As the possibility of a UN-backed plan aimed at limiting Iran’s ability to make nuclear weapons has been given a glimmer of hope—in not being rejected outright by the Iranian government—it is worth considering why Iran is being singled out so acutely and unfairly over its nuclear policy.
Clearly, the west and Russia are engaged in discriminating against it. Brazil has had a nuclear-enrichment programme for decades (including a large ultracentrifuge enrichment plant, several laboratory-scale facilities, a reprocessing facility to make plutonium, and a missile programme). In the 1980s it built two nuclear devices.
Three years ago I asked the chief of mission at the US embassy in Brasilia if Washington was worried about Brazil. “Not at all,” he replied. “In the early 1990s Brazil dismantled its nuclear weapons’ programme, and Argentina, its supposed enemy, has done the same.” “But,” I insisted, “Brazil still has its enrichment programme and a reprocessing facility.” His answer: “We have no worries about Brazil. We see eye to eye.” However Brazil still resists, in part, the probing eye of the International Atomic Energy Agency, the world’s nuclear watchdog.
In 1979 the attitude of the Carter administration towards Pakistan—then attempting to build its own bomb—was almost as harsh as towards Iran today. It suspended all military aid, even though the Taliban were a lurking potential threat. However, when Soviet troops invaded Afghanistan in December of that year, Carter persuaded congress to restart a large-scale arms programme. For the next decade, in return for Pakistan’s help in building up the anti-Soviet mujahedeen fighters in Afghanistan (who would later work for Osama bin Laden), Washington turned a blind eye to Pakistan’s effort to build nuclear weapons.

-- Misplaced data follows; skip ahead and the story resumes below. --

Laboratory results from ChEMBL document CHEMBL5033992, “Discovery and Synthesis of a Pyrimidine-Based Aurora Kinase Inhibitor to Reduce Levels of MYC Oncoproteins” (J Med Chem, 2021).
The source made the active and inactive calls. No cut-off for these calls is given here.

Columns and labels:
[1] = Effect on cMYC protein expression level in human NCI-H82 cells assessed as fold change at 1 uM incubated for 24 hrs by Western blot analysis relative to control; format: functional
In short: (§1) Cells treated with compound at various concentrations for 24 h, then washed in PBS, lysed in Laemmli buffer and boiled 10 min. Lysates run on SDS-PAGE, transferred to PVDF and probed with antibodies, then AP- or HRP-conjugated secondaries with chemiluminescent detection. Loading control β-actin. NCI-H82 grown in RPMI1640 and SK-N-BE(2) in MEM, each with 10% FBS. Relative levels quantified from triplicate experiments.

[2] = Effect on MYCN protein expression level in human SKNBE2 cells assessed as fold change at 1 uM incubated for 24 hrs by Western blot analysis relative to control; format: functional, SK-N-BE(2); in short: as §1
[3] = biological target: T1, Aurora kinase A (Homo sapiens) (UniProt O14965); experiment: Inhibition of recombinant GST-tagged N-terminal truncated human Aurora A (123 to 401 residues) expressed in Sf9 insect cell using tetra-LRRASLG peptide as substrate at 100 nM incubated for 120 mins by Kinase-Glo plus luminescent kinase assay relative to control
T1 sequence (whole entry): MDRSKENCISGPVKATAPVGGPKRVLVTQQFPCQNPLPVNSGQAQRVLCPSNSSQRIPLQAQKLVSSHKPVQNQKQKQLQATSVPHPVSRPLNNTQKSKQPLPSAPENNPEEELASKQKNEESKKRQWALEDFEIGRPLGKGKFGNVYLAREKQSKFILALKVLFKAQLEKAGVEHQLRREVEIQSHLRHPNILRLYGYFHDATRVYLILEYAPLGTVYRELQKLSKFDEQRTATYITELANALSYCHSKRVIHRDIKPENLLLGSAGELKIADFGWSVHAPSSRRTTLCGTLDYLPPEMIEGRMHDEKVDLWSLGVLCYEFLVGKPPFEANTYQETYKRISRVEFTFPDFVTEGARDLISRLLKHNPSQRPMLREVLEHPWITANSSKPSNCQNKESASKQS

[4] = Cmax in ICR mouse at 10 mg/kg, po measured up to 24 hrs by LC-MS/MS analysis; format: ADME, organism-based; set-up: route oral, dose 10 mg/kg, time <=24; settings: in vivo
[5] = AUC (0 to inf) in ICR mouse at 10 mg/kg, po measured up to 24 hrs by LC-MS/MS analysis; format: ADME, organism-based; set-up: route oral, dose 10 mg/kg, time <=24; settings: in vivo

Only in 1990, with the Soviets driven out of Afghanistan, did President George Bush (senior) decide to cut off military assistance—a decision reversed under his son, as Washington wooed Islamabad for help in defeating the Taliban and hunting down al Qaeda members. Not only was the bomb tolerated, but little fuss was made when the US discovered that Pakistan was acquiring nuclear knowledge and missiles from North Korea.
Likewise, there has been Washington’s long refusal to acknowledge what it has always known, but pretended not to; that in the early 1960s Israel built a secret nuclear reactor in the Negev desert. Israel has never lacked an adequate conventional force but its unnecessary nuclear weapons have been a constant provocation to both the Arab states and Iran.
Even when the west has only offered peaceful nuclear assistance meant for nuclear power development, sometimes the recipient has used that as a base to go on to a nuclear weapons’ program. South Africa is a good example. During apartheid days US aid included the construction of a nuclear research reactor, the supply of highly enriched uranium and the training of nuclear scientists. Providing these skills gave key scientists tremendous political influence. In 1968 they convinced the government to fund the construction of a pilot enrichment plant. In 1968 they persuaded it to allow them to develop nuclear weapons.
The Soviet Union did the same with North Korea, training nuclear scientists and completing construction of the Yongbyon research reactor in 1965. Later Pyongyang used this facility to produce plutonium, which was then used to explode a nuclear bomb three years ago.
Something similar happened with India. In 1955 India built its first research reactor using British-supplied designs. A year later Canada supplied India with a research reactor. Next the US provided a key ingredient—heavy water—and trained over a 1000 Indian nuclear scientists. In 1961 India began construction of a reprocessing plant designed to extract plutonium from spent nuclear fuel.
Pakistan began to develop its bomb after Munir Ahmad Kahn, chairman of the Pakistan Atomic Energy Commission, and other top scientists were trained in the US. Canada and west European countries helped construct and operate enrichment centres.
The west and Russia need to rethink more than the Obama administration have done so far. They should offer all the civilian nuclear cooperation Iran can swallow, and in return offer open books and regular intrusive inspections of all their facilities, old and new. And they should offer to end all political and economic estrangement.
There is no good reason why if the west plays its cards well it couldn’t help Iran become another Turkey: democratic, pro-western and bomb free. But first the west and Russia must raise the curtain on their past hypocrisy and irresponsibility.